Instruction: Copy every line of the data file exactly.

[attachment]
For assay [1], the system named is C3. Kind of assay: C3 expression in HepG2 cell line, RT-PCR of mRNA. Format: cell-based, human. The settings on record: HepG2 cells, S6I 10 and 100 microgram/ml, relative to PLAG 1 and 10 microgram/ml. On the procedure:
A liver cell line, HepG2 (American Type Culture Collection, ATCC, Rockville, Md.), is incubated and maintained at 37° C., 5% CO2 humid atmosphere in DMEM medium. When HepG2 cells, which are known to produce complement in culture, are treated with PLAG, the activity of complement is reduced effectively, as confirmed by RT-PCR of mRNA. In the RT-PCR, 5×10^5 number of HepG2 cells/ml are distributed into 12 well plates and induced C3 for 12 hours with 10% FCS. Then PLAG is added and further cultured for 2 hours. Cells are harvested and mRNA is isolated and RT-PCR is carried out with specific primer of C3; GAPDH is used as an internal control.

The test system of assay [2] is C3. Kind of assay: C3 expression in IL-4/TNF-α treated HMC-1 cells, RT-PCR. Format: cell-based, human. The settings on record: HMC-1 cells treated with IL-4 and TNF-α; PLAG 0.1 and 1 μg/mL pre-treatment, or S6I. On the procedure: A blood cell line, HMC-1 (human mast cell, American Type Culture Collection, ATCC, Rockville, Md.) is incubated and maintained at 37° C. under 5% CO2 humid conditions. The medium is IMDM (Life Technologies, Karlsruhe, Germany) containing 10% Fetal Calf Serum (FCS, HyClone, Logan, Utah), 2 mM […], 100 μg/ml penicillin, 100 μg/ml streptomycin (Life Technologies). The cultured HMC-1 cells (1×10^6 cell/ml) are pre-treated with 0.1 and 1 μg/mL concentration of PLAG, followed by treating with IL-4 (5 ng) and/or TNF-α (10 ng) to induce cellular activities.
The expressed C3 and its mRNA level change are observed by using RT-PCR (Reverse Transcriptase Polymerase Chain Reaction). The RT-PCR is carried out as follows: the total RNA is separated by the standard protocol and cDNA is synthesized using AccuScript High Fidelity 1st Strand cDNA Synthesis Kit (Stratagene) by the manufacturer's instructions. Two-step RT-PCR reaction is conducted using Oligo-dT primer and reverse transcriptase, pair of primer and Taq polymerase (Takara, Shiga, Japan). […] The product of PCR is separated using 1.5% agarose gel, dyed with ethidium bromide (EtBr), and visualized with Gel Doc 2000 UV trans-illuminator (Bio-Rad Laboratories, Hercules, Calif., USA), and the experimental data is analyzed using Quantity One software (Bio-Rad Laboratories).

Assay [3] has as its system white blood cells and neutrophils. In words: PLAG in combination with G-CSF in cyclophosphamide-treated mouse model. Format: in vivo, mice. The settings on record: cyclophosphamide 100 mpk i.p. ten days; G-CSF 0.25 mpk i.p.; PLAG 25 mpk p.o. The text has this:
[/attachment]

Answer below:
For assay [1], the system named is C3. Kind of assay: C3 expression in HepG2 cell line, RT-PCR of mRNA. Format: cell-based, human. The settings on record: HepG2 cells, S6I 10 and 100 microgram/ml, relative to PLAG 1 and 10 microgram/ml. On the procedure:
A liver cell line, HepG2 (American Type Culture Collection, ATCC, Rockville, Md.), is incubated and maintained at 37° C., 5% CO2 humid atmosphere in DMEM medium. When HepG2 cells, which are known to produce complement in culture, are treated with PLAG, the activity of complement is reduced effectively, as confirmed by RT-PCR of mRNA. In the RT-PCR, 5×10^5 number of HepG2 cells/ml are distributed into 12 well plates and induced C3 for 12 hours with 10% FCS. Then PLAG is added and further cultured for 2 hours. Cells are harvested and mRNA is isolated and RT-PCR is carried out with specific primer of C3; GAPDH is used as an internal control.

The test system of assay [2] is C3. Kind of assay: C3 expression in IL-4/TNF-α treated HMC-1 cells, RT-PCR. Format: cell-based, human. The settings on record: HMC-1 cells treated with IL-4 and TNF-α; PLAG 0.1 and 1 μg/mL pre-treatment, or S6I. On the procedure: A blood cell line, HMC-1 (human mast cell, American Type Culture Collection, ATCC, Rockville, Md.) is incubated and maintained at 37° C. under 5% CO2 humid conditions. The medium is IMDM (Life Technologies, Karlsruhe, Germany) containing 10% Fetal Calf Serum (FCS, HyClone, Logan, Utah), 2 mM […], 100 μg/ml penicillin, 100 μg/ml streptomycin (Life Technologies). The cultured HMC-1 cells (1×10^6 cell/ml) are pre-treated with 0.1 and 1 μg/mL concentration of PLAG, followed by treating with IL-4 (5 ng) and/or TNF-α (10 ng) to induce cellular activities.
The expressed C3 and its mRNA level change are observed by using RT-PCR (Reverse Transcriptase Polymerase Chain Reaction). The RT-PCR is carried out as follows: the total RNA is separated by the standard protocol and cDNA is synthesized using AccuScript High Fidelity 1st Strand cDNA Synthesis Kit (Stratagene) by the manufacturer's instructions. Two-step RT-PCR reaction is conducted using Oligo-dT primer and reverse transcriptase, pair of primer and Taq polymerase (Takara, Shiga, Japan). […] The product of PCR is separated using 1.5% agarose gel, dyed with ethidium bromide (EtBr), and visualized with Gel Doc 2000 UV trans-illuminator (Bio-Rad Laboratories, Hercules, Calif., USA), and the experimental data is analyzed using Quantity One software (Bio-Rad Laboratories).

Assay [3] has as its system white blood cells and neutrophils. In words: PLAG in combination with G-CSF in cyclophosphamide-treated mouse model. Format: in vivo, mice. The settings on record: cyclophosphamide 100 mpk i.p. ten days; G-CSF 0.25 mpk i.p.; PLAG 25 mpk p.o. The text has this: